Some of these ideas can be construed as completely ridiculous and many say that there is no way that kids pick up on these themes. As we saw in the interviews of young girls in the video Mickey Mouse Monopoly, they were aware of these story lines that were going on in the movie and some of them believed that it was OK to do as the character did. Another theme that kids tend to pick up on very easily was that the Princesses are young and beautiful. Some of the girls said that they wished they were pretty like the Princesses that they idolized. In these movies the older women are always evil or hags. In Snow White, the Queen is said to be the fairest in the land other than Snow White, but she is completely EVIL! When she tries to trick Snow White she becomes none other than an old, ugly witch. This is just another way that the media changes body image, just targeting a younger audience. There are no full figured, average looking princesses for normal girls to look up to. This can really affect the self esteem of girls at a young ages and this type of idea continue for the rest of their lives thanks to outrageous standards set by the media.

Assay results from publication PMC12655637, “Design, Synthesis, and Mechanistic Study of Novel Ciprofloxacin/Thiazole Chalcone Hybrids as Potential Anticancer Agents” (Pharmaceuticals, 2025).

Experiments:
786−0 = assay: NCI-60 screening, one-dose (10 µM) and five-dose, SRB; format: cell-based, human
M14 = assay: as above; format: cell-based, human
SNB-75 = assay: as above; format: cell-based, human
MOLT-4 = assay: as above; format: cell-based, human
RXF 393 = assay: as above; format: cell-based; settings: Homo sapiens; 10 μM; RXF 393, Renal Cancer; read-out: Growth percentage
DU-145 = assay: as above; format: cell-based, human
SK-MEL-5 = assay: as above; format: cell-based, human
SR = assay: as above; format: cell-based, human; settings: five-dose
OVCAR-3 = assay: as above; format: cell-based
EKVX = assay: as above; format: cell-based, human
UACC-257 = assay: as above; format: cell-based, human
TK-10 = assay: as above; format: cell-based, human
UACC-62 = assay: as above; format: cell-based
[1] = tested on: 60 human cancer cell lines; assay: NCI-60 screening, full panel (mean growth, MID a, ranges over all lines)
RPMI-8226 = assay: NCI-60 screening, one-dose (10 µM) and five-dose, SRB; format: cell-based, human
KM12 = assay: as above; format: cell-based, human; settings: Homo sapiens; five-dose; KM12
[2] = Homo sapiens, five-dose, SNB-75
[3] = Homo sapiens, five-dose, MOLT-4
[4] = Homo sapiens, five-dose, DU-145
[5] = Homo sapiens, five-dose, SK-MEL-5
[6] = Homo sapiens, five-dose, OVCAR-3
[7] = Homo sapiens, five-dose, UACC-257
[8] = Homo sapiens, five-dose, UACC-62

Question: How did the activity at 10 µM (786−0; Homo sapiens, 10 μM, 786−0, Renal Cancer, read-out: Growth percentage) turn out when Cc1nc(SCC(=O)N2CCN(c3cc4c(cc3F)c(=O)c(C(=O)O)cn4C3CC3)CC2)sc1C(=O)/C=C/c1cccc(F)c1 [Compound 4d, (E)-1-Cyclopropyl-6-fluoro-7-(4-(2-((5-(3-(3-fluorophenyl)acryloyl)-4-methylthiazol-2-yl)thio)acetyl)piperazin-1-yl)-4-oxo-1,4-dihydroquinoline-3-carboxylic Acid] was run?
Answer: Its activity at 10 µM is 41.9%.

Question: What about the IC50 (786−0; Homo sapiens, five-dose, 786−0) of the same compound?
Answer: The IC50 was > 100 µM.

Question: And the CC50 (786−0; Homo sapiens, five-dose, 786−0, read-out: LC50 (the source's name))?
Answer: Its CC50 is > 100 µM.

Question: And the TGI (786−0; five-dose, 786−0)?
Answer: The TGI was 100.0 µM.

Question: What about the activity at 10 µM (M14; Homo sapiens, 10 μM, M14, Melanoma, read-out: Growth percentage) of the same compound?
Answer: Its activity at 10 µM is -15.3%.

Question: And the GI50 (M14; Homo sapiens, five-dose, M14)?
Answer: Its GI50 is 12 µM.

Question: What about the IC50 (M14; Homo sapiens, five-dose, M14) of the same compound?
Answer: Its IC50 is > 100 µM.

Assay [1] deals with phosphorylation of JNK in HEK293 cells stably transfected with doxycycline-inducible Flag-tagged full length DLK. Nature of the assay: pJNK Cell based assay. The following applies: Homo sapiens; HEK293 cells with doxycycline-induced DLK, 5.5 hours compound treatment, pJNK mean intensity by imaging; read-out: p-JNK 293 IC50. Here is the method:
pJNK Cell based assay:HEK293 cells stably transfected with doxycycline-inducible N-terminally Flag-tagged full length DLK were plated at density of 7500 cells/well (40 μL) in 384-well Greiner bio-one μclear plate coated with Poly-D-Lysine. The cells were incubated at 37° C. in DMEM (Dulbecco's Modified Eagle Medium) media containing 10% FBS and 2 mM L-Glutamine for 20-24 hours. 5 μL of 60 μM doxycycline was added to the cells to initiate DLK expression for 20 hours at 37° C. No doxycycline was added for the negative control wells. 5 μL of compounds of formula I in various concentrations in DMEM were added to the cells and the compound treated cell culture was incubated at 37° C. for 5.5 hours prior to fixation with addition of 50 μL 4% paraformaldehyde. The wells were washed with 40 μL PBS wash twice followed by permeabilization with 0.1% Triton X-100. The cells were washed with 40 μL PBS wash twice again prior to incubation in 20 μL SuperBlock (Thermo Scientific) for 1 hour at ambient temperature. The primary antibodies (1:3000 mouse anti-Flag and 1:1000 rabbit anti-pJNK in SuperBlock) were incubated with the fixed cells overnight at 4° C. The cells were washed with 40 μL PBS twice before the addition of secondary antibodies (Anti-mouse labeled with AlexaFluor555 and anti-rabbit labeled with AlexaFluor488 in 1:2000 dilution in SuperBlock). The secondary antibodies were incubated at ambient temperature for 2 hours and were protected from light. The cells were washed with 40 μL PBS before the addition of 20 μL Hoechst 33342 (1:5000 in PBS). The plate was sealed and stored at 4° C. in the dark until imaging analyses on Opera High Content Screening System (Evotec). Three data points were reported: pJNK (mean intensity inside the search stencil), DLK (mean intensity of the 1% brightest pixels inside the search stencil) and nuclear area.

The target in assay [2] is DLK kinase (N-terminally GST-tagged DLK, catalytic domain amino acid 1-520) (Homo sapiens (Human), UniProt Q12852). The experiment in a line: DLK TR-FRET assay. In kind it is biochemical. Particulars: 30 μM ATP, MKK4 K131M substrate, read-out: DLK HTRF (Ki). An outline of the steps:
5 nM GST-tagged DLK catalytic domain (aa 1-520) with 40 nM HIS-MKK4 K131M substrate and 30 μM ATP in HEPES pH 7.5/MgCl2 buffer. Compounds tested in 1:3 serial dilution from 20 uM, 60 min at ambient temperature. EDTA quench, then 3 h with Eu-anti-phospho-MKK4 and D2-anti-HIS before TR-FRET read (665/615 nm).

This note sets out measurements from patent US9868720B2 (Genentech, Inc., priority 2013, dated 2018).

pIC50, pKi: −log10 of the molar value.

Other things that can affect the way young girls act for the rest of their lives is the way Princess movies always involve a Prince. The idea that you need a man in order to have a “happy ending” or fulfilled life can cause a destructive pattern in the way girls behave. In Beauty and the Beast, Beast is completely abusive and filled with rage! In true Disney fashion, Belle changes him and makes him kind and understanding, falls in love with him, and they live happily ever after. This can convey the thought that it’s OK if a guy is abusive or angry, you can change him and everything will be perfect. This is one of the most dangerous ideas ever brought about by a Disney movie. It is not okay for girls to think that they have to have a man in order to be happy. It is DEFINITELY not okay for girls to think that they can change an abusive, awful guy as long as they continue to stay with him and work through the issues. This can cause a pattern of girl who do anything for guys and allow guys to treat them badly just so they won’t be alone.